Miners in Art and Pitmen Painters

by KathleenDuffy

The working miner as artistic subject is uncommon. Arguably, only miners themselves have given an authentic artistic portrayal of miners at the coal face and in their daily lives.

There are few "high art" paintings of British miners working at the coal face compared to the daily lives of fishermen, weavers or farm workers. In fact miners, even on the pit surface, are rarely represented. There are a number of interesting reasons for this artistic gap which will be briefly explored in this article.

This theme about the absence of art depicting mining communities has been explored through the play, 'The Pitmen Painters' by Lee Hall who also wrote 'Billy Elliot'. He tells the true story of a group of Northumberland miners who decided to take up painting as a way of recording their lives. The results were outstanding and give a rare insight into the lives of working miners from the men who were actually living their art.

Miners in Art - The Ashington Group

Norman Cornish: A Shot Against Time

Great interest is now being shown in the art produced in the 1930s by miners, in particular those who have become known as The Ashington Group, although there are others.

William Feaver’s acclaimed book, Pitmen Painters: The Ashington Group 1934-1984 first brought to the world's attention the art being produced by a group of miners from the north of England.  Then Lee Hall, author of Billy Elliot came across the book and wrote his  highly successful play The Pitmen Painters.

Both the book and the play have been crucial to ensuring that these miners’ works won’t be forgotten.

 You can visit The Ashington Group's own website by clicking on this link.

But Why Are There So Few Working Miners in High Art?

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Thinking about it, though, there are few "high art" paintings of British miners working at the coal face compared to the daily lives of fishermen, weavers or farm workers. In fact miners, even on the pit surface, are rarely represented.

Why would established artists not get to grips with such a dramatic scenario? There are a number of interesting reasons for this artistic gap.

The lives of those who toiled on land and sea were popular subjects for high art because they were often metaphors for religion. A Biblical reference can add to the status of such working lives, making it acceptable to grace the walls of the rich patron.

Seashore with Fishermen by Thomas Gainsborough
Seashore with Fishermen by Thomas Gai...

Miners Were Often Seen as Social Outcasts

There were obvious practical reasons for artists being unable or unwilling to portray miners at work at that period, even if they wanted to. Lack of light, lack of room and the dangerous conditions below ground were contributing factors.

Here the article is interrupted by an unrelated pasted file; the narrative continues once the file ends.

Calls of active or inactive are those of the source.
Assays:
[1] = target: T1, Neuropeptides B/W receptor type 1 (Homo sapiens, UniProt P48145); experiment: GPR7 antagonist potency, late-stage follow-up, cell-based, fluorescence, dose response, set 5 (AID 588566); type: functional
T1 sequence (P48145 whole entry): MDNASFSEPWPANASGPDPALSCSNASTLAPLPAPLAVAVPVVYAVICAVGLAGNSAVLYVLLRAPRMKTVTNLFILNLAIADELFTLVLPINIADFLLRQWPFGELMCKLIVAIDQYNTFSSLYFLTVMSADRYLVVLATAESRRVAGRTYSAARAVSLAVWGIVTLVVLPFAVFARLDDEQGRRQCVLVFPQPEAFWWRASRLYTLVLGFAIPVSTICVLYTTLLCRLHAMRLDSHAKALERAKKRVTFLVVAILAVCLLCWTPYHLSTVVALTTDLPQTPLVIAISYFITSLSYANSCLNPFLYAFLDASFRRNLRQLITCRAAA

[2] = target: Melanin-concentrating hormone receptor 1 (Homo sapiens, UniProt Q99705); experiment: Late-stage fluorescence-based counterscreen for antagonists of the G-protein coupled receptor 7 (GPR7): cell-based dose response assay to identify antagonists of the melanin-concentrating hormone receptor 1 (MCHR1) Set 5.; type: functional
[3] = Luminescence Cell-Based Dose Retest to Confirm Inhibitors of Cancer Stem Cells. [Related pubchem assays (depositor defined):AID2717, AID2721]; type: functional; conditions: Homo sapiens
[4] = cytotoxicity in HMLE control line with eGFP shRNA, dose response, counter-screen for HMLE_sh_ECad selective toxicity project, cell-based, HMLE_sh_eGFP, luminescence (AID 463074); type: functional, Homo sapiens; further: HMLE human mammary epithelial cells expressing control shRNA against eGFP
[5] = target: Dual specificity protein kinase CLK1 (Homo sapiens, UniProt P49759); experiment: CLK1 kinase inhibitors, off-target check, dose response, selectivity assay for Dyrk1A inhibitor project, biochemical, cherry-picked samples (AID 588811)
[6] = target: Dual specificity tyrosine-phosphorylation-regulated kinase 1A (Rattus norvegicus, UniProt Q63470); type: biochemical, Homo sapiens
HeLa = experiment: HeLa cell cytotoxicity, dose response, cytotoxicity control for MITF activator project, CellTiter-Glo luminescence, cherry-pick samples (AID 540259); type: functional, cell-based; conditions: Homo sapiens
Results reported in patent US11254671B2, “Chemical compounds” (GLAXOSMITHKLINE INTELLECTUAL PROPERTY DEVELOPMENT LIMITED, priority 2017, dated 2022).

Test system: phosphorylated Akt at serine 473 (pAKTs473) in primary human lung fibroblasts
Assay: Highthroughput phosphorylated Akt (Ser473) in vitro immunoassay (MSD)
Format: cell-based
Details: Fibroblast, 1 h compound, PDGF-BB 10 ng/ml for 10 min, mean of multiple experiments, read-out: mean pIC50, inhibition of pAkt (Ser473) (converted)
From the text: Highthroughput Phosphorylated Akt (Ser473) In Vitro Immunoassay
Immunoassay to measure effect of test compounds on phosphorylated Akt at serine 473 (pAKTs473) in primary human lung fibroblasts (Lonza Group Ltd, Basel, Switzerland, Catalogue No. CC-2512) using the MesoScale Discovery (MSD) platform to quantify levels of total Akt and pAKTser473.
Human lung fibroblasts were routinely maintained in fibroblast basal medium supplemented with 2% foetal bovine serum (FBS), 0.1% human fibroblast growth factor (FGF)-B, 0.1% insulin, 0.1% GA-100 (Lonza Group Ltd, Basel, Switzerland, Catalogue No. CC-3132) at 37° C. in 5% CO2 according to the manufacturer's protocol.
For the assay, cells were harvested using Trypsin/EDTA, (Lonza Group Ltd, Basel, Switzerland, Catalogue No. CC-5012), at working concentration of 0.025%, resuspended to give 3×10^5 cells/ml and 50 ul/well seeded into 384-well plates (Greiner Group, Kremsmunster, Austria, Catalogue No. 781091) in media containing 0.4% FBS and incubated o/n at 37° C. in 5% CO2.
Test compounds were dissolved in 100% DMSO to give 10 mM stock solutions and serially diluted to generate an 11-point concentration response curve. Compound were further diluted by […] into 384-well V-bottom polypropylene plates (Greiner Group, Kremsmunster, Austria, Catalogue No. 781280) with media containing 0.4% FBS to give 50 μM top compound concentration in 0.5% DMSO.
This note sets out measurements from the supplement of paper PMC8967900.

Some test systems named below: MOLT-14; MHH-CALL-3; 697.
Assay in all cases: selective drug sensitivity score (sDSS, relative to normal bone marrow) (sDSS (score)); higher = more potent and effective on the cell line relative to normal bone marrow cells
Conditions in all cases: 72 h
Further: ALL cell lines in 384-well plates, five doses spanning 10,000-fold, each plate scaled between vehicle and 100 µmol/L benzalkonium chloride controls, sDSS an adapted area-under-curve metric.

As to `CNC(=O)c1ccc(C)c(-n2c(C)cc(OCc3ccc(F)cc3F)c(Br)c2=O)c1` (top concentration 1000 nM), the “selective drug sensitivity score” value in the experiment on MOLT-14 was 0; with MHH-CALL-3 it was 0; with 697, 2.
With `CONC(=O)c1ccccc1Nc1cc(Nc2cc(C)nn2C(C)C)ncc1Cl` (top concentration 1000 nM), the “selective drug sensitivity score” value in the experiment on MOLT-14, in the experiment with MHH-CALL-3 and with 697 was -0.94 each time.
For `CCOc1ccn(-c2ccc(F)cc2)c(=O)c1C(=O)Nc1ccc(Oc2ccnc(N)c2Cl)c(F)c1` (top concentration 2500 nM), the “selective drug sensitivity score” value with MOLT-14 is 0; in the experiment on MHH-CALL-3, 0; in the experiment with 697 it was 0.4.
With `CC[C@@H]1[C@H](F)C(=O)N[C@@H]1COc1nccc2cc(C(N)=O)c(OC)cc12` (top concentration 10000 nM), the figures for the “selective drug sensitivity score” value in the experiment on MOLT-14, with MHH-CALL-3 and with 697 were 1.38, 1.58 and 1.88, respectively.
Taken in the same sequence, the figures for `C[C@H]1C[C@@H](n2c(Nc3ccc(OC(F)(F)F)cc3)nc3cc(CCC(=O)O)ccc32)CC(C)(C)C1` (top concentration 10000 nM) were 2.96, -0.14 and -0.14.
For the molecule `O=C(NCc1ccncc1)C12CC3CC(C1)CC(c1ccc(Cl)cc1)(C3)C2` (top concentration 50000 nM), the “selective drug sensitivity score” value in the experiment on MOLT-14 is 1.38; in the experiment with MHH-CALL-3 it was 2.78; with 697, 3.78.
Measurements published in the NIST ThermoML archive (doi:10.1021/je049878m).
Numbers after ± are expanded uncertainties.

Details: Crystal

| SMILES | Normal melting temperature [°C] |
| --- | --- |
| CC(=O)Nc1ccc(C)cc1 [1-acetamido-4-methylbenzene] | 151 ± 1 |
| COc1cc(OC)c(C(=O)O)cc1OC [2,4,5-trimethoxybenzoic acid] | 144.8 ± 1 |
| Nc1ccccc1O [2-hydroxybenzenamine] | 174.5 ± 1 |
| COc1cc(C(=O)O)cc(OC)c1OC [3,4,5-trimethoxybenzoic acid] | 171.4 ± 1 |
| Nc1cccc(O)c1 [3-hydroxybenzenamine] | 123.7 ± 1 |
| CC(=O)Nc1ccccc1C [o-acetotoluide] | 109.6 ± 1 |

However, there were not only physical constraints preventing the portrayal of miners in high art. There were social constraints too.

Because miners worked underground, in the dark, and were never seen at work, they were associated with the underworld, or Hades, whose imagined devils struck fear into the hearts of many. Therefore, miners themselves, as a group, were feared.

Sheffield Miners on Strike 1893
Sheffield Miners on Strike 1893

During the Industrial Revolution miners were regarded with suspicion by the upper classes because
they were seen to be militant and aggressive - as they had good reason to be.

They were often treated like a different species of human being; emerging blackened from the pit, they looked, to upper class observers, like creatures from a strange land. Cartoons in the magazine Punch gleefully recorded such situations with journalistic malice.

Victorian Philanthropy and Miners in Art

Victorian 'do-gooders' not always welcome in mining communities...

 

Woodhorn Colliery, Ashington
Woodhorn Colliery, Ashington

With Victorian social reform, mining communities became the focus of many philanthropic reports giving evidence to various bodies on the conditions of children and workers employed in mines. These publications carried emotive illustrations meant to shock the public, but were regarded by the mining communities themselves as sensationalist misrepresentations by outsiders who failed to understand their world.

The Victorian social realist novels of the 1850s and 1860s (such as those written by Elizabeth Gaskell, Charles Dickens and George Eliot) began to explore working class life so that it came to be seen as having its own integrity and value.